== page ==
Matrimonial Causes Act 1973 Case Study

1510 Words 7 Pages
In cases of ancillary relief, the courts have taken wide approaches to decide what would be the most appropriate financial ending of a marriage. To help judges make this decision, the courts consider the factors mentioned in section 25(2) of the Matrimonial Causes Act 1973. In the current law there are many approaches as to what the court can take to ensure that the objective of fairness is applied in each case; as a result of this, the rules in statute are not “mechanically applied”; leading to wide discretion. In respect to flexibility, the approach is mainly problematic as the factors are too wide leading to individual interpretations, which can disregard the principle of fairness; established from the yardstick of equality rule. Whilst, …show more content…
Therefore, the enforcement of binding pre-nuptial agreements on courts will be discussed as one of the ways of removing discretion.
The principle of autonomy and prenuptial agreements were recognised in the case of Radmacher v Granatino. Autonomy is found through prenuptial agreements by where a couple form a binding contract concerning asset distribution if the marriage failed. Previously, courts would not follow this as it was “considered irrelevant”, however now the significant change has led to prenuptial agreements being one of the “decisive factors for when financial provision orders are being made.” The emergence of mediation and private orders amongst couples was considered, however prenups were not encouraged by the courts. In F v F, Thorpe J was influenced by “public policy and suggested that prenups had little significance, the rights and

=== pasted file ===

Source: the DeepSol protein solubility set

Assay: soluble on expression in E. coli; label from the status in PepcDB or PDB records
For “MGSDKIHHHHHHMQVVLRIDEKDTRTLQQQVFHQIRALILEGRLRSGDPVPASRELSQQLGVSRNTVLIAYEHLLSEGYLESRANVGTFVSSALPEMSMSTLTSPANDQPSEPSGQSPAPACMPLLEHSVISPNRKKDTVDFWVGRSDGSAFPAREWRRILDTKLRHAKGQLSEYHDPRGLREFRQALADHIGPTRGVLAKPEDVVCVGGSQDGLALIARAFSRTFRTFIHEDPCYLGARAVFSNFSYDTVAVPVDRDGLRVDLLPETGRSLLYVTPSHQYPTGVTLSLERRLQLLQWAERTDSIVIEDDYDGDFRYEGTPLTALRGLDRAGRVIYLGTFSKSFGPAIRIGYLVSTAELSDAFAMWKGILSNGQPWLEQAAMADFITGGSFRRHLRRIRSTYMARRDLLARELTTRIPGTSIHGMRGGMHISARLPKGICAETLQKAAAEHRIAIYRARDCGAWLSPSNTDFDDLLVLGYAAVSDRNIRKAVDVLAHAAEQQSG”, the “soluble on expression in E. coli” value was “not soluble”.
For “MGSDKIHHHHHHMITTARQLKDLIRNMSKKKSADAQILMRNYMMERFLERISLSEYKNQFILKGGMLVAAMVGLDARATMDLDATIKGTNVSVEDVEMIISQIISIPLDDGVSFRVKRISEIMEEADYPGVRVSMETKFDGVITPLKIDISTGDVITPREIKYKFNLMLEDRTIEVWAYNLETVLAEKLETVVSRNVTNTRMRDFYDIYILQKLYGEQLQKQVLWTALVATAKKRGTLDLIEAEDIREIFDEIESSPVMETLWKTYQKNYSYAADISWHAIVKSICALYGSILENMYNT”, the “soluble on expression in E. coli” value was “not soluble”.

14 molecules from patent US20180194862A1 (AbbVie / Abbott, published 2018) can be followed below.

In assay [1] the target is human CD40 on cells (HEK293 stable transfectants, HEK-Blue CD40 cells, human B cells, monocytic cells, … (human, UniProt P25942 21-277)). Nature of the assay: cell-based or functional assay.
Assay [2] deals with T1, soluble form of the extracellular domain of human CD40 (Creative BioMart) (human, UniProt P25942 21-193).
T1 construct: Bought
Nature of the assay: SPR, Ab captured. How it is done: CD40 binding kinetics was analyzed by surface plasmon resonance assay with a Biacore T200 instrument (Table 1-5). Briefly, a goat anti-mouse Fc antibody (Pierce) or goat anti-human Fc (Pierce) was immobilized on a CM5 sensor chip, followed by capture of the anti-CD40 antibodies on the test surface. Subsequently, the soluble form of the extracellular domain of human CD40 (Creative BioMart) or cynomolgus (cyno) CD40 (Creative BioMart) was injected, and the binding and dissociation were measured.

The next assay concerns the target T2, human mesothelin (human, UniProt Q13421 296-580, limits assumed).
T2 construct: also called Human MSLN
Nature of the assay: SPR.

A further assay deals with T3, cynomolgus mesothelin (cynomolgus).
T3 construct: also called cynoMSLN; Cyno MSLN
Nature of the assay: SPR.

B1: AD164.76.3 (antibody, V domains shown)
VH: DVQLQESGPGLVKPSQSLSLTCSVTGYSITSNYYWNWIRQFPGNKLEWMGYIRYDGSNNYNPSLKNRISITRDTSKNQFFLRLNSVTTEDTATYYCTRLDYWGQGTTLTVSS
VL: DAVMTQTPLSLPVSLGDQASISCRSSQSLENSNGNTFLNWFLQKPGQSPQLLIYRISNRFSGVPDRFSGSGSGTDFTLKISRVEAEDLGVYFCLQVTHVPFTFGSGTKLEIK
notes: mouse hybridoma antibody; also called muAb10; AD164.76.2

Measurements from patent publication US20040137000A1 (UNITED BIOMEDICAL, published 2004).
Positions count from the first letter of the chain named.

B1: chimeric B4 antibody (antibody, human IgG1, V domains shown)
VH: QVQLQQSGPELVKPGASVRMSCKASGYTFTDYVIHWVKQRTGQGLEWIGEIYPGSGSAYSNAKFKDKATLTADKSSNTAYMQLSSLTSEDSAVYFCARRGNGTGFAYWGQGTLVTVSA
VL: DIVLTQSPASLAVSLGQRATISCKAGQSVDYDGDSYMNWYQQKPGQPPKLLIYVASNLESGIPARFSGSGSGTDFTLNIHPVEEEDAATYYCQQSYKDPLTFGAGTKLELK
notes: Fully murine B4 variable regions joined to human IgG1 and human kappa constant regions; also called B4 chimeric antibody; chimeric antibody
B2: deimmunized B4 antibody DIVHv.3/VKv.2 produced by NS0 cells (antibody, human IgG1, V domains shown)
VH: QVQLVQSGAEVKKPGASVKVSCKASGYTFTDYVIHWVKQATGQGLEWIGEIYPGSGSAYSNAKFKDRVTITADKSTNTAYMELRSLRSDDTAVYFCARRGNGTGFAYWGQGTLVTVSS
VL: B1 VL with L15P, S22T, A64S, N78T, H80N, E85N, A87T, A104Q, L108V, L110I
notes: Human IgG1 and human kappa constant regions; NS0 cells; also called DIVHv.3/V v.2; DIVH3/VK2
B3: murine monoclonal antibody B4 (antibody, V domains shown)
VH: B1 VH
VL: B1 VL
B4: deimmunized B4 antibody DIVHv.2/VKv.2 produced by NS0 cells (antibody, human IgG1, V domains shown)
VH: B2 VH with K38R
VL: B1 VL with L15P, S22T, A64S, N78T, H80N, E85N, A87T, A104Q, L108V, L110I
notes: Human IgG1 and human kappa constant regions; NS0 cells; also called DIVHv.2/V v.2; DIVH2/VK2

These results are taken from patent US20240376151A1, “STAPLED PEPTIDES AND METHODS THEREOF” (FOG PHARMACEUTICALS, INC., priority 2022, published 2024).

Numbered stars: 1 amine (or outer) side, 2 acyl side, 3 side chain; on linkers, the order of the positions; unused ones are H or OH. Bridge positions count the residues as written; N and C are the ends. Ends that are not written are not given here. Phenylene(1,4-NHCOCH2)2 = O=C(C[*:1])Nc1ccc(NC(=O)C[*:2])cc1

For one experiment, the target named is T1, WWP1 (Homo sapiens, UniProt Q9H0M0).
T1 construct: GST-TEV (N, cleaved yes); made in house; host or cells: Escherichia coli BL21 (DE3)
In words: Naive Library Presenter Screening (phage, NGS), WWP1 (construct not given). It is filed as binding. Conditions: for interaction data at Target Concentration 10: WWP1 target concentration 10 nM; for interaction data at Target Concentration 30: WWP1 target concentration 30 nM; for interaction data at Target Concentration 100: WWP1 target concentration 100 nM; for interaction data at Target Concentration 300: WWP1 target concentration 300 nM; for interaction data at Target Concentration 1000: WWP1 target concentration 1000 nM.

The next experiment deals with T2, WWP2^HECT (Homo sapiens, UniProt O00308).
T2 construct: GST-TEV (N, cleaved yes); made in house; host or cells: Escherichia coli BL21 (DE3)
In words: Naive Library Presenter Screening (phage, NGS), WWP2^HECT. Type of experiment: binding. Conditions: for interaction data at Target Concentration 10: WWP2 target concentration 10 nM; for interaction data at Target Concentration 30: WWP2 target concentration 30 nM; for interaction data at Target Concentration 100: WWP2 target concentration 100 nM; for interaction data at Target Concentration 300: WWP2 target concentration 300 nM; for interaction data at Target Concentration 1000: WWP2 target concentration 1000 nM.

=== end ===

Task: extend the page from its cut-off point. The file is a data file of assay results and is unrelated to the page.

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This is seen in the case of M v M, where a prenuptial agreement between the parties was existing; however this reduced the wife’s final award. The courts applied the principle used in K v K where the courts “set out pertinent factors which were necessary to determine whether the agreement was binding or influential”. Having considered the questions, the courts held the wife’s entitlement to a lump sum of £125,000. The agreement had been settled for a lump sum of “£100,000 within 5 years of marriage”. The judges had to take look at the agreement under s25 (2)(g) MCA 1973 as it would be inequitable to disregard the agreed provisions. However, held that the dispute over the primary agreement did not prohibit “an application for periodical payments” as it would not be fair on the basis of her contribution being the primary carer of the child; thus an award satisfying the need were settled upon. Therefore, the argument stands, with a change of circumstance a couple especially if there are children cannot be bound to stand by the agreement as it is unlikely the parties would have thought of the future. If one party decides to give up work to be the primary child carer, this would have a big impact on their earing capacity. As a result, even with a prenuptial agreement in place, the principle of fairness would be ignored; ultimately

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